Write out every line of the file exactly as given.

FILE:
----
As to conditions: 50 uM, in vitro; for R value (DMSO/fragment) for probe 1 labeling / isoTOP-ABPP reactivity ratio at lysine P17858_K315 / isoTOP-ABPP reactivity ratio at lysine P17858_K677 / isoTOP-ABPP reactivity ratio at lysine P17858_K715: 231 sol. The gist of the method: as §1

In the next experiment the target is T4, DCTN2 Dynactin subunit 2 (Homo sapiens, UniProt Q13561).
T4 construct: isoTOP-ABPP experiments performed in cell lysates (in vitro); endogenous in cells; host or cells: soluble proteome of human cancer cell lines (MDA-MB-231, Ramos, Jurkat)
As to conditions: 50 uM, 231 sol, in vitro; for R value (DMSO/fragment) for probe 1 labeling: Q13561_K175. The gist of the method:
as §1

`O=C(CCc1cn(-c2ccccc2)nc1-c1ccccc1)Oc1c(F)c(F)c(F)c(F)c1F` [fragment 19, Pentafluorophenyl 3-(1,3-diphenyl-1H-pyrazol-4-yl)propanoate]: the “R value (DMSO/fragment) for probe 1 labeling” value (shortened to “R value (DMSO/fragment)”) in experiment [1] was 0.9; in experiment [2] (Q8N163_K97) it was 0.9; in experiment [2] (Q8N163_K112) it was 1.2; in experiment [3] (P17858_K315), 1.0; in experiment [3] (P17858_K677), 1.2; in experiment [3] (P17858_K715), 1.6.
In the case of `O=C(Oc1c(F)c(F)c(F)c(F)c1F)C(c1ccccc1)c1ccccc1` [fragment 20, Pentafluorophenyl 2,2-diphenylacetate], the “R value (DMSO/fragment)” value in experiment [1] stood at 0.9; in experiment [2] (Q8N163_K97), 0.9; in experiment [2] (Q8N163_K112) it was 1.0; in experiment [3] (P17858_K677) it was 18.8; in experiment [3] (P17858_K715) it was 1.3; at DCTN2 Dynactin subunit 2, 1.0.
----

As to conditions: 50 uM, in vitro; for R value (DMSO/fragment) for probe 1 labeling / isoTOP-ABPP reactivity ratio at lysine P17858_K315 / isoTOP-ABPP reactivity ratio at lysine P17858_K677 / isoTOP-ABPP reactivity ratio at lysine P17858_K715: 231 sol. The gist of the method: as §1

In the next experiment the target is T4, DCTN2 Dynactin subunit 2 (Homo sapiens, UniProt Q13561).
T4 construct: isoTOP-ABPP experiments performed in cell lysates (in vitro); endogenous in cells; host or cells: soluble proteome of human cancer cell lines (MDA-MB-231, Ramos, Jurkat)
As to conditions: 50 uM, 231 sol, in vitro; for R value (DMSO/fragment) for probe 1 labeling: Q13561_K175. The gist of the method:
as §1

`O=C(CCc1cn(-c2ccccc2)nc1-c1ccccc1)Oc1c(F)c(F)c(F)c(F)c1F` [fragment 19, Pentafluorophenyl 3-(1,3-diphenyl-1H-pyrazol-4-yl)propanoate]: the “R value (DMSO/fragment) for probe 1 labeling” value (shortened to “R value (DMSO/fragment)”) in experiment [1] was 0.9; in experiment [2] (Q8N163_K97) it was 0.9; in experiment [2] (Q8N163_K112) it was 1.2; in experiment [3] (P17858_K315), 1.0; in experiment [3] (P17858_K677), 1.2; in experiment [3] (P17858_K715), 1.6.
In the case of `O=C(Oc1c(F)c(F)c(F)c(F)c1F)C(c1ccccc1)c1ccccc1` [fragment 20, Pentafluorophenyl 2,2-diphenylacetate], the “R value (DMSO/fragment)” value in experiment [1] stood at 0.9; in experiment [2] (Q8N163_K97), 0.9; in experiment [2] (Q8N163_K112) it was 1.0; in experiment [3] (P17858_K677) it was 18.8; in experiment [3] (P17858_K715) it was 1.3; at DCTN2 Dynactin subunit 2, 1.0.